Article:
So how can I talk about practice and discipline and pushing through the hard stuff and not talk about the fact that I am in the process of a divorce? *Sigh.* The days preceding the fast, when Charles and Molly and I were stepping down to no caffeine and then just raw foods and then just liquids… especially that just liquids day, it felt like the fast had already begun. I felt the hollowing out beginning and was swept with sadness. I found myself laying in bed, remembering what it was like to snuggle with Christopher, or thinking about the time that Christopher and I did the Master Cleanse together (and how totally un-spiritual our goals were), and just remembering his chuckle. I remember how he said my name every single time I walked in the room. With 100% glee. It is very hard to walk away from those beautiful memories and that beautiful tenderness. And yet, after the pushing through together for five years, it became clear to me (over and over, every time I went on meditation retreat) that this relationship wasn’t right for me. I love this man. He loves me. And still, it isn’t right. He disagrees, which makes the whole thing a lot more painful. I’m not sure what I want to say about it here. I am really strong and really stubborn. I can be very determined. So it is very hard for me to turn away from my marriage.

part 2:  Day 13 of quitting smoking / Day 3 of beer fast

9:30pm – I feel like the earth under my feet is a twig, swaying and cracking in the breeze. I only hope that I’m a little closer to the center tomorrow. I feel so exhausted by this. I think its a kind of stress. I feel shaky and only mostly coherent. I don’t even know if my ramblings are coming out in English. I don’t exactly feel holy. I feel like I’ve got a big hole in me. Unwhole. There is so much of me that feels missing right now, and yet I do feel intensely sensitive, in all sorts of ways. I won’t say they’re good or bad. I just feel like I am far more easily moved than usual. I feel sad, delirious, ecstatic, confused, overwhelmed, giddy, needy, lonely, crowded, and effing hungry. I don’t really know if I can accurately say how much of my hunger is in my stomach compared to my mind. 

Have I mentioned that I’m the chef at the Art Monastery during most of the year? Yeah. Food is important to me, whether I like it or not. Ok, I like it. A lot. I looooove eating. Smoking, too. There’s something about both of those acts that is just so wonderfully indulgent. It’s sustaining and yet its almost pure pleasure. Ah well. Keeping up with my other roles here is as hard as letting go of feeding everyone and myself. That includes all of my interior roles. All the things I do that I think define me, and that I’m working on to be a better me. To my credit, I have kept up with my work, though its twice as exhausting as usual. Betsy, too, has impressed me with her tireless drive. I don’t know how that woman does it. It always seems that no matter what she does, she feels great, and can keep on no matter how much she denies herself rest and sustenance.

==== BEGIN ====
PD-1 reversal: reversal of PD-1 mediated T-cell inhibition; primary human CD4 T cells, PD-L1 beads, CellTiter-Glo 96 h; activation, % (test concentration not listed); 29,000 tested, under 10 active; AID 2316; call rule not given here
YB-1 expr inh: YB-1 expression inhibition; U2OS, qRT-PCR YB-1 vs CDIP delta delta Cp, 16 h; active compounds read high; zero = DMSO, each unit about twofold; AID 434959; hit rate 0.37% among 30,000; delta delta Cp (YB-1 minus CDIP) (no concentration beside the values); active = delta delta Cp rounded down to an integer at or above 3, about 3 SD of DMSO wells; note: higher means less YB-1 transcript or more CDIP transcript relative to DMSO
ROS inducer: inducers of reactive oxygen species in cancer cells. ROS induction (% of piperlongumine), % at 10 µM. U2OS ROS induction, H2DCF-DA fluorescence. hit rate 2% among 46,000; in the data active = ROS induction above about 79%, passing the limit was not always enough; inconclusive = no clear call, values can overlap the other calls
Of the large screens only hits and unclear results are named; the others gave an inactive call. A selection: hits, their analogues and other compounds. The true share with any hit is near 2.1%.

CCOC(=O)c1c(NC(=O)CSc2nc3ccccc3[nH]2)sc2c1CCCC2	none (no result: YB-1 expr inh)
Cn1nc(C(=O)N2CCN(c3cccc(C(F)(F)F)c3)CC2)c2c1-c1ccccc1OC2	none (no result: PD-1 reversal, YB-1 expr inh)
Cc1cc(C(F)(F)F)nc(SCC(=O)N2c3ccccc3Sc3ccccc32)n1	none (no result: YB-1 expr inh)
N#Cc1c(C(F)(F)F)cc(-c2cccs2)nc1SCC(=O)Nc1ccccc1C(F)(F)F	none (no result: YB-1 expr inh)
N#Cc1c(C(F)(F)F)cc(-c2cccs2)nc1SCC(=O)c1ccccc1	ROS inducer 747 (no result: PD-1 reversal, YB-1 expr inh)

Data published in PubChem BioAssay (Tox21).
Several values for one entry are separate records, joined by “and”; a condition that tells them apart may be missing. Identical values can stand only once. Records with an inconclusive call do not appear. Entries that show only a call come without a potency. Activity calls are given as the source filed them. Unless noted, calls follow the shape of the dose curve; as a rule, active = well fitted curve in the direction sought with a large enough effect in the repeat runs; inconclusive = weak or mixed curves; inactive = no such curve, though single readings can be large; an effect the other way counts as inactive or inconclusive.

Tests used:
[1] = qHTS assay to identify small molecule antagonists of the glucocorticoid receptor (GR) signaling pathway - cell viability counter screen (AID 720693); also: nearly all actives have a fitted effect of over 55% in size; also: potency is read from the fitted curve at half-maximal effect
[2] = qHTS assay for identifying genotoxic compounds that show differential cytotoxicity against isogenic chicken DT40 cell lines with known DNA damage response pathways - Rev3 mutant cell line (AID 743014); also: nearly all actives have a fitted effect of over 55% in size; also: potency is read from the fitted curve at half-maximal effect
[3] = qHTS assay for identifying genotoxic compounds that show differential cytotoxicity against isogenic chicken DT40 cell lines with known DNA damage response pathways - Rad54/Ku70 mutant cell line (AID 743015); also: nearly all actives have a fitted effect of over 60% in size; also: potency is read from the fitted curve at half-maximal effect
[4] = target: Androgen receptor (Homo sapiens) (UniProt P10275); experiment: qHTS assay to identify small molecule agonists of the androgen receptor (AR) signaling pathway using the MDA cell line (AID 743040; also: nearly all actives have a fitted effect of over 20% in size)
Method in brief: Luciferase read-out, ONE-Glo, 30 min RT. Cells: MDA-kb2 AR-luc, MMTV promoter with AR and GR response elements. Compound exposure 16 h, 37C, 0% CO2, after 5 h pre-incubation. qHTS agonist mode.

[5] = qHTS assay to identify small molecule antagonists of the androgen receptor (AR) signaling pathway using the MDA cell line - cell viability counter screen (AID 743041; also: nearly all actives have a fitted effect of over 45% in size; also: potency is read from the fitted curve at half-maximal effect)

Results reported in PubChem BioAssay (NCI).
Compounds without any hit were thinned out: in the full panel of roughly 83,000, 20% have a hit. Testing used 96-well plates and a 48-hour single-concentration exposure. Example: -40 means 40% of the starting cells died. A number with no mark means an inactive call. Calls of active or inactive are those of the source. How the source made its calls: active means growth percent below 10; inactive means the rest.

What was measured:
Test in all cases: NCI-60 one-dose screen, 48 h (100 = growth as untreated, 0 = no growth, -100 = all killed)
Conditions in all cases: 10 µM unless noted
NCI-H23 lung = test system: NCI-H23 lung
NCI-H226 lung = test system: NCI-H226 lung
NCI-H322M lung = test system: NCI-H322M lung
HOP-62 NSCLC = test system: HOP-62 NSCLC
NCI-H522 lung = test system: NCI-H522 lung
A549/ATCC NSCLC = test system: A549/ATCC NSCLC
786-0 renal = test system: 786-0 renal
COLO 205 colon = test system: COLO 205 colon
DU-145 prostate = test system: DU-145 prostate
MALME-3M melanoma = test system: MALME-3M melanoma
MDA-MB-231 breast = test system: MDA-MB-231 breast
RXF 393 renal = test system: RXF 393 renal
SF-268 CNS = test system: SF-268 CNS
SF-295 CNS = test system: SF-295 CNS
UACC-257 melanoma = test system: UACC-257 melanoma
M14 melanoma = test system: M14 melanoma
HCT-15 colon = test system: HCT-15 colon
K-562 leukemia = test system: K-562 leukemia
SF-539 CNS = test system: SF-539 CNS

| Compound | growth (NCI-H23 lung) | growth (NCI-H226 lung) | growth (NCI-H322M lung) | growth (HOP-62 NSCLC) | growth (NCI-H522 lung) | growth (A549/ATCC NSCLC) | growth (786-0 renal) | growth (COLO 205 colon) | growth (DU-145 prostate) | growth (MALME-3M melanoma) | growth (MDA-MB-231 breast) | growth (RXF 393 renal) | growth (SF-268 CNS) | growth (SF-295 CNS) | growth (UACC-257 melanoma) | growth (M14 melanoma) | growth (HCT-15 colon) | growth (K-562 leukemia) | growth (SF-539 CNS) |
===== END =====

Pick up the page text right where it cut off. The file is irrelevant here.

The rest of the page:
There is one thing I have done, which I feel pretty good about. I’ve begun my discipline practice. This is one of many ways that I have taken the opportunity of being at the Art Monastery to engage myself in new (ancient?) and challenging (monastic?) ways. This whole beer fast is one, which I would NEVER have done otherwise. I have never done any kind of weird diet before (ok, I was vegetarian for 6 months once), let alone fasting. For some time, I have known that I needed to engage my creative discipline. By that, I mean that I feel the need to buckle down and refine my knowledge/skill-set in a concerted and conscientious way. I am beginning this process by beginning proper and meditative practice sessions on my trumpet, usually during everyone else’s lunch. I hope this practice can develop into stellar habits that could transform my performance and creative abilities. That’s part of what this whole thing is about: habits. I waited to quit smoking until I knew I would be here at the Art Monastery for a while, in order to create a new daily ritual, new habits. I’m on this fast for, among other reasons, the purpose of facing all of these food habits that feel so necessary, but that we’re proving aren’t quite so. I’m building in proper training, beginning with trumpet practice, to my daily life. I intend to continue, once I’m eating again, with a rigorous physical regimen. Somehow, that always feels like my body’s first desire, whenever I quit smoking. It says to me, “What the F have you been doing all this time?!?!? Go out and get fit!” It just feels good. Anyhow, it all starts with the thought, which turns into a word, then an action, and into a habit. Before you know it, you’ve built a life. Just hope that its one you really believe in.